• The Certificate IV or Diploma in WHSThese courses address the skill needs of the Juggler but completion times are long – up to twelve months. Check with your local TAFE or RTO to see if they offer these courses.
  • For Queenslanders – WorkCover Queensland recognised a gap in training for the Juggler and has reintroduced training for the Work Health and Safety Officer (WHSO). The WHSO training provides knowledge in risk management, training implementation, and incident investigation skills.


Effective training and development solutions for the Juggler should include the following skill areas:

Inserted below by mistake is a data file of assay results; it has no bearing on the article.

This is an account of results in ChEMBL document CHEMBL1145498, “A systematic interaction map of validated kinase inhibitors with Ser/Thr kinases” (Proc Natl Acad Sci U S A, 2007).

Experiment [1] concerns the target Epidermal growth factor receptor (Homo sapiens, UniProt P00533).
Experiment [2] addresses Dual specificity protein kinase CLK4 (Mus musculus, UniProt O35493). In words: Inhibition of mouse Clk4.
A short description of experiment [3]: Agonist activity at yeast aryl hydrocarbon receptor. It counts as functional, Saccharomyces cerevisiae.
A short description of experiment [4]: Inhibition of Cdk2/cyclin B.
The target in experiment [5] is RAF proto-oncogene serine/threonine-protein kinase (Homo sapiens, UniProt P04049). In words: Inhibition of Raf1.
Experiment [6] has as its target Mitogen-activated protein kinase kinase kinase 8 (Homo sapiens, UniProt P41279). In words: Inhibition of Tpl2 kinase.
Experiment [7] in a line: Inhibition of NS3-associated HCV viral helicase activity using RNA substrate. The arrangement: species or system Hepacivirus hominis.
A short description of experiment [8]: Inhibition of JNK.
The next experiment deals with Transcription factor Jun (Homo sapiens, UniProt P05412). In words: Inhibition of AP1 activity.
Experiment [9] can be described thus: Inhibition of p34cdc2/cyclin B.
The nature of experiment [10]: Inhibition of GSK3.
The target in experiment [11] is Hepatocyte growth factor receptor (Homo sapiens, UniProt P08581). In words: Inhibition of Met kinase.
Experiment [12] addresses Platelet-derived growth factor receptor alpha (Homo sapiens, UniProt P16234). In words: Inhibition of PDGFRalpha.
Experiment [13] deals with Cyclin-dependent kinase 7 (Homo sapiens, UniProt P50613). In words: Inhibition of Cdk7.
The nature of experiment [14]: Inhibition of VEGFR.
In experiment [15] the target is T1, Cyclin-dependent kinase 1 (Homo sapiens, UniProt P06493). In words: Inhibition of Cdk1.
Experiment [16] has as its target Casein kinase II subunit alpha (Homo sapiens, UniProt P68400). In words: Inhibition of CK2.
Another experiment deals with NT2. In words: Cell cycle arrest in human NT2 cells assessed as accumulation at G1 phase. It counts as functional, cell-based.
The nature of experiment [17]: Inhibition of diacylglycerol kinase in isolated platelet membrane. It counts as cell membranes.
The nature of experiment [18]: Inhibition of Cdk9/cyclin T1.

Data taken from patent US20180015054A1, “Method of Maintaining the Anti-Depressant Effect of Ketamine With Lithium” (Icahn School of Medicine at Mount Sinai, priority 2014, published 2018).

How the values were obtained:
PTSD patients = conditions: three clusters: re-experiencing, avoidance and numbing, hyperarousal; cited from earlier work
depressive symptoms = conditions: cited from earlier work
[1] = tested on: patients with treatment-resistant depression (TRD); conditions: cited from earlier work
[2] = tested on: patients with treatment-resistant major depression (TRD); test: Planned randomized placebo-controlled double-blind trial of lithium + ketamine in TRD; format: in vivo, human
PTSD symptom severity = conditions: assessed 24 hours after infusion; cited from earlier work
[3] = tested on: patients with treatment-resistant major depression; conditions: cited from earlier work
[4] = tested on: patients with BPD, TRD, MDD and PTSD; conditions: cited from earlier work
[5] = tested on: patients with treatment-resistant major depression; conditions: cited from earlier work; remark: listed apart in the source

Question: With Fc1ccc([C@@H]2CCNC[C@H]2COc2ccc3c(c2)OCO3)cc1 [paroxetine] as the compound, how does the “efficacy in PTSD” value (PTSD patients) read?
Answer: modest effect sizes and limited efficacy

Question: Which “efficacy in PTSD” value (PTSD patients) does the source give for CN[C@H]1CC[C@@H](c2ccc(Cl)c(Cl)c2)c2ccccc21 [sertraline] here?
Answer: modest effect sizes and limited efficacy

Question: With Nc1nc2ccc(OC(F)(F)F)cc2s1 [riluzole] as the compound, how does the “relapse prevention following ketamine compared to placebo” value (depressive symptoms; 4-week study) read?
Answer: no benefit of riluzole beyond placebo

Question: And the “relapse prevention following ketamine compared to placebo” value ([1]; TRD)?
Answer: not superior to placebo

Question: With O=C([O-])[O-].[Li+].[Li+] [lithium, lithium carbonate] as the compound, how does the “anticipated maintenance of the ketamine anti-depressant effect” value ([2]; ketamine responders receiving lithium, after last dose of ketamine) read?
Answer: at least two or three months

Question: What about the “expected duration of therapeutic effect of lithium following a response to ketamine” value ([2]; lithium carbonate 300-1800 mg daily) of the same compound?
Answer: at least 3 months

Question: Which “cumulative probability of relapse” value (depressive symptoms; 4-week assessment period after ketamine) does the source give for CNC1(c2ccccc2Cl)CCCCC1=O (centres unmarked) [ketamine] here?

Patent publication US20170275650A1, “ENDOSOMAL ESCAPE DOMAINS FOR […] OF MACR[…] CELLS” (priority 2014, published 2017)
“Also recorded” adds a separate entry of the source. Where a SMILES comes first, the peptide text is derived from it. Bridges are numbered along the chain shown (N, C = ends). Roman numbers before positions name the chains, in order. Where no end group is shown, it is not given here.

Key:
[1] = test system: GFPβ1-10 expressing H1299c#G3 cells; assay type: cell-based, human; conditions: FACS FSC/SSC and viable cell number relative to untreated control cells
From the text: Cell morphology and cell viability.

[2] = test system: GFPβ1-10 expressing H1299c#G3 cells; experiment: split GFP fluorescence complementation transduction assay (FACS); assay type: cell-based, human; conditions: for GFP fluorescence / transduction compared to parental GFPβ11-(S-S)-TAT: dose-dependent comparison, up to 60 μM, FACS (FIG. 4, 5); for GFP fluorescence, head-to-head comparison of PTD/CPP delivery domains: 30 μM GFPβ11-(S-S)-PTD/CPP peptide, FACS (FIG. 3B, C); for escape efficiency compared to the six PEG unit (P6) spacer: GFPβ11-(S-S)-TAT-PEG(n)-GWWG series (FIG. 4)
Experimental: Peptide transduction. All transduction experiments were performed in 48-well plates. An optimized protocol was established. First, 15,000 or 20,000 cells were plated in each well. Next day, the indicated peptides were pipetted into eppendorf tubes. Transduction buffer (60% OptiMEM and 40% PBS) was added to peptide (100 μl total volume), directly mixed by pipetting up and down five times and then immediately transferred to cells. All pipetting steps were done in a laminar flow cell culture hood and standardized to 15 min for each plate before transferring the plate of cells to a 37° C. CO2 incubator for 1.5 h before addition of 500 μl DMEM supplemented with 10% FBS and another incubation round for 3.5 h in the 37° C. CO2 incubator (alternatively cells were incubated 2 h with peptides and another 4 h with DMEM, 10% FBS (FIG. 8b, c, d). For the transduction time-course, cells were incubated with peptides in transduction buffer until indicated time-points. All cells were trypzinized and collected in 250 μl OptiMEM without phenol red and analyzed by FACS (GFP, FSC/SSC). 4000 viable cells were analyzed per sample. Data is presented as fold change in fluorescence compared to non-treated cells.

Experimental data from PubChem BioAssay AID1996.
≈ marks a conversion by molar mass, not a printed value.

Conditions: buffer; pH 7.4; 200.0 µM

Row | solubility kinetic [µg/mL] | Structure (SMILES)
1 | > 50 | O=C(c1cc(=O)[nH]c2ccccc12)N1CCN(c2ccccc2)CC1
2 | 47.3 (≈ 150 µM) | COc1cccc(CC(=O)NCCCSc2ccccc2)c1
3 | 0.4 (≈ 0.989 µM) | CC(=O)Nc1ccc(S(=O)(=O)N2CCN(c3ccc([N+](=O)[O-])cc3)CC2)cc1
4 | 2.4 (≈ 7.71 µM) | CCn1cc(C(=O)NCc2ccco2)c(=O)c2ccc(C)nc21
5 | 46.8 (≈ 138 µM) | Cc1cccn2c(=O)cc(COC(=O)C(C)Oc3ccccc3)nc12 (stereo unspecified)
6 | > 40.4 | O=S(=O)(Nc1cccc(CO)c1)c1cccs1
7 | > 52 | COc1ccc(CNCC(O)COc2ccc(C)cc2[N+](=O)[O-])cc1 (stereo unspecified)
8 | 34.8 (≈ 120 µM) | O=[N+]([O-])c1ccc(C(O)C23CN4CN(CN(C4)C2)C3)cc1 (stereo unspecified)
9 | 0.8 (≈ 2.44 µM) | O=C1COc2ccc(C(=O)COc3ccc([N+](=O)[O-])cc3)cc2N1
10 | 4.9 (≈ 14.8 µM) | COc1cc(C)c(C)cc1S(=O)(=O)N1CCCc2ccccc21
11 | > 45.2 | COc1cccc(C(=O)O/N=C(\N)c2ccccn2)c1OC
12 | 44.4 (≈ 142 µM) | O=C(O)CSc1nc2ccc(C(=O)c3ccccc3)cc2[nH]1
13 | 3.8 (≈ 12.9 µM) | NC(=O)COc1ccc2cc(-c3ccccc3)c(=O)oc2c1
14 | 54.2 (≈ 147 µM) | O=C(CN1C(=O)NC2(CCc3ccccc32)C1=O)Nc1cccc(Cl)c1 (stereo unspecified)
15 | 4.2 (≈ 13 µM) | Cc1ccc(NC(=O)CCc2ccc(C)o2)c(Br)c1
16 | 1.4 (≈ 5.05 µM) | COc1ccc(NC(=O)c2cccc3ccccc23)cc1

• Understanding the legal and regulatory health and safety requirements –what does the law require you to do?;
  • Developing an approach to identify and manage risk (with a focus on serious risk);
  • Developing technical knowledge on areas specific to your organisation. This may include manual handling or ergonomics, hazardous chemicals, work at heights, etc;
  • Development of ‘communication’ and ‘influencing’ skills. Safety challenge’s often arise as a result of ineffective communication; and/or
  • Responding to incidents, and identifying strategies to conduct investigations, to best ensure that reoccurrences do not occur.


If formal training is not an option right now, or it’s something the Juggler at your workplace already has under their belt (yay!), the Juggler can also receive support by:

  • Subscribing to safety updates from their local regulator and Safe Work Australia.